NEW YORK — A federal judge on Wednesday struck down a new federal government rule that could open the way for more health care workers to refuse to participate in abortions or other procedures on moral or religious grounds.
U.S. District Judge Paul A. Engelmayer said the U.S. Health and Human Services Department overstepped its authority and went beyond existing law in issuing the rule. He also said that the measure could be costly, burdensome and damaging to emergency care and that the whole rationale for the rule was based on a lie.
He said the department’s claim that there was a significant increase in complaints about workers being forced to violate their conscience was “flatly untrue.” The HHS rule, he said, is a classic “solution in search of a problem.”
An HHS spokeswoman had no comment.
Nineteen states, the District of Columbia, three local governments, health organizations and others had sued to block the rule from taking effect Nov. 22, arguing that it would be discriminatory and would interfere with people’s access to health care.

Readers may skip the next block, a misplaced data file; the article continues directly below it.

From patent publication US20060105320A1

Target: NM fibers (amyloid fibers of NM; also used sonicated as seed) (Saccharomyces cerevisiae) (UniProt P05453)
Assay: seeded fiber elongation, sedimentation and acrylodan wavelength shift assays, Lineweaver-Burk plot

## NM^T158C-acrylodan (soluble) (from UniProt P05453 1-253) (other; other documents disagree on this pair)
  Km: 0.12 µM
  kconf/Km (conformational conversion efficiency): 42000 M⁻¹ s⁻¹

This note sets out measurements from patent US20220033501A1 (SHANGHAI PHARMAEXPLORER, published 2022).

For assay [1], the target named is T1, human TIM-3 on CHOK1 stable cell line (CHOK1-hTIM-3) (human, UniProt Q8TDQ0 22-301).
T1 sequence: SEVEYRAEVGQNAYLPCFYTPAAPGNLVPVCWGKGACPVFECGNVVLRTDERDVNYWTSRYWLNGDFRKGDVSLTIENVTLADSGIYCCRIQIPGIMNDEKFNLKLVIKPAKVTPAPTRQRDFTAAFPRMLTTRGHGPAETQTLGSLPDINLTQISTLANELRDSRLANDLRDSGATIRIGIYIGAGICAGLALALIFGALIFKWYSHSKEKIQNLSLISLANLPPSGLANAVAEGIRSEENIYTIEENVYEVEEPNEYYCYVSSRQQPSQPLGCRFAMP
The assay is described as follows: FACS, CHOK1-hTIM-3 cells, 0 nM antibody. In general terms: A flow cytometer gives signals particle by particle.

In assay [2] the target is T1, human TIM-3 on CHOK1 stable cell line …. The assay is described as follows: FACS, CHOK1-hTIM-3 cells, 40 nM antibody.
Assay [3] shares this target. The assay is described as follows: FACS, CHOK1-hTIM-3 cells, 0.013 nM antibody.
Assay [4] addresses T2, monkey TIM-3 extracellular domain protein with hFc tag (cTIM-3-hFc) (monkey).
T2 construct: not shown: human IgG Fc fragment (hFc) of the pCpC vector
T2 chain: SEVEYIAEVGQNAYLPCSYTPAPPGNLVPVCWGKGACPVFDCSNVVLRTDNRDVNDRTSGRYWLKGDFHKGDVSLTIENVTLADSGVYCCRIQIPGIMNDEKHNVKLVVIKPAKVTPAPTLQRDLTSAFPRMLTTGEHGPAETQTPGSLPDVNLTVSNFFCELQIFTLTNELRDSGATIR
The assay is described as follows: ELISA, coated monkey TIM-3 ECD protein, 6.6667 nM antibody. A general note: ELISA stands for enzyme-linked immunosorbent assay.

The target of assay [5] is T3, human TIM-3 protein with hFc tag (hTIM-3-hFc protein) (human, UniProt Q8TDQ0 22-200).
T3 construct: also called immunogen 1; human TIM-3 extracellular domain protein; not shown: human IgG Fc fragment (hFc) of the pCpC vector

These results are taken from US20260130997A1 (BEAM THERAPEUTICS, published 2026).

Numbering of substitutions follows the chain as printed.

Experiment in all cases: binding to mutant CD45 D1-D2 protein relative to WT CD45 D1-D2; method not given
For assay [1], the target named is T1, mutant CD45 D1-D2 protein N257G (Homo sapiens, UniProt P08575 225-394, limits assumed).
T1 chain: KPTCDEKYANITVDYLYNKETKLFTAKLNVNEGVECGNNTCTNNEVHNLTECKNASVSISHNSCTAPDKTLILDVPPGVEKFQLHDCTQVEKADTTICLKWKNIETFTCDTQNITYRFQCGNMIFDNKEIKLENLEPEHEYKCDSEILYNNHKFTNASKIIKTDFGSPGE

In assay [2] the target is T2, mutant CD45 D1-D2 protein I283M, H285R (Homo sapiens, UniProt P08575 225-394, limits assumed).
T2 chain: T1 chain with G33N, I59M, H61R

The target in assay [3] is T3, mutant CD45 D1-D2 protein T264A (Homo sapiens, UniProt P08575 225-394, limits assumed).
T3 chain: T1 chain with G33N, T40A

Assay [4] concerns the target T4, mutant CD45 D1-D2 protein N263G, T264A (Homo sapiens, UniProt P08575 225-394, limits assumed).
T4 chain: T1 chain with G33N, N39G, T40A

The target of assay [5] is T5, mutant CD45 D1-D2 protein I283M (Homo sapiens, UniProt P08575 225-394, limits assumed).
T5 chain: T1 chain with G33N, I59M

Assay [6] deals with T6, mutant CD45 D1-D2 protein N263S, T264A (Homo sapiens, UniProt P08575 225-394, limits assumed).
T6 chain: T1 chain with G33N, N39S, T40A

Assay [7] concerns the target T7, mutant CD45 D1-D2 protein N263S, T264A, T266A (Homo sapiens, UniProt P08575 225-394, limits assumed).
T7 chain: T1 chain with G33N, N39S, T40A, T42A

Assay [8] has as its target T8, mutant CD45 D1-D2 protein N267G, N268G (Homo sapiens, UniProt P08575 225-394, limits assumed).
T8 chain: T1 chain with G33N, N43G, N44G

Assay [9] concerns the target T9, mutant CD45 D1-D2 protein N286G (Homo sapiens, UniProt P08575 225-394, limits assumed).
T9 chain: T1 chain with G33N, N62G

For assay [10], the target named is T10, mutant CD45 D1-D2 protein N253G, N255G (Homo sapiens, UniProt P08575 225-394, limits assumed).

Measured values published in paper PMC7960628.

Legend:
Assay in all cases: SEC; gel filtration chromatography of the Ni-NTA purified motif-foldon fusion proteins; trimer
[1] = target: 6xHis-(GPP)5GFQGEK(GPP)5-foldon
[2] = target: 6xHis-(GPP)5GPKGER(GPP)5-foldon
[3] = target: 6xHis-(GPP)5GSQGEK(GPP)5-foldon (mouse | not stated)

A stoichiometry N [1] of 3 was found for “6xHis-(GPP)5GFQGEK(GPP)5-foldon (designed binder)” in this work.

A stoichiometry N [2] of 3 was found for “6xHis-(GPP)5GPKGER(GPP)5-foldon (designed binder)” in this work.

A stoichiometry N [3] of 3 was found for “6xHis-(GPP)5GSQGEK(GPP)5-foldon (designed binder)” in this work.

“Today, the Trump administration has been blocked from providing legal cover for discrimination,” said Alexis McGill Johnson, acting president of Planned Parenthood. “As the federal district court made clear, the administration acted outside its authority and made false claims to try to justify this rule.”
But Sen. Ben Sasse, a Nebraska Republican, called the ruling “absurd mush” and urged the Trump administration to appeal.
Health care institutions have long relied on federal Conscience Provisions first created in 1973 and amended since then that protected health care professionals from carrying out services that conflict with their religious or moral beliefs.
The new HHS rule broadens the list of health care personnel who can refuse to participate, expanding it to those who counsel, refer, train or make arrangements for a medical procedure.